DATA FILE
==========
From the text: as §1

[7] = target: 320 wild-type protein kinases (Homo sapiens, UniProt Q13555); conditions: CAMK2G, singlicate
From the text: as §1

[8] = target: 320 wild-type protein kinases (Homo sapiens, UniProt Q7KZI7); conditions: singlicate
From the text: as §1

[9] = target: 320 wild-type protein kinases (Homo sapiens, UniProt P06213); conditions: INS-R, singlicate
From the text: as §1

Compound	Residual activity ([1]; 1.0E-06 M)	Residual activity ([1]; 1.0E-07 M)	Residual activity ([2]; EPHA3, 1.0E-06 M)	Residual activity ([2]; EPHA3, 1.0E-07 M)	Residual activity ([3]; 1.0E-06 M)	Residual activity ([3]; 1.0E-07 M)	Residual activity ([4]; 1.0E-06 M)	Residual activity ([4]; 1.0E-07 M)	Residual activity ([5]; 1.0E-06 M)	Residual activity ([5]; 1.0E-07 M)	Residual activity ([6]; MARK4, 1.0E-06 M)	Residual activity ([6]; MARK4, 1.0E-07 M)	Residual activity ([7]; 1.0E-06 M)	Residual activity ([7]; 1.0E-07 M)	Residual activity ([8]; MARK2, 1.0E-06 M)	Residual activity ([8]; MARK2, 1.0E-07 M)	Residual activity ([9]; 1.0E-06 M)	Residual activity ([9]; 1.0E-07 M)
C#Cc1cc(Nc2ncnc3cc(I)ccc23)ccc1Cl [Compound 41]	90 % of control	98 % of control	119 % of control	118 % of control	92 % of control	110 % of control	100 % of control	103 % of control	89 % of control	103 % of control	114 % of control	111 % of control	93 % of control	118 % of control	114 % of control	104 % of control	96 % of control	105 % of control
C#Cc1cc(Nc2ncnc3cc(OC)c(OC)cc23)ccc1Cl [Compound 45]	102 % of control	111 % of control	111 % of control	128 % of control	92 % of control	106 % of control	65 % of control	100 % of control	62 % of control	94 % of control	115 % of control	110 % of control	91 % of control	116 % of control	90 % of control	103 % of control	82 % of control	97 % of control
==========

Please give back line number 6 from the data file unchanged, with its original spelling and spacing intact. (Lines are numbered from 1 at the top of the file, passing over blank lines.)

[9] = target: 320 wild-type protein kinases (Homo sapiens, UniProt P06213); conditions: INS-R, singlicate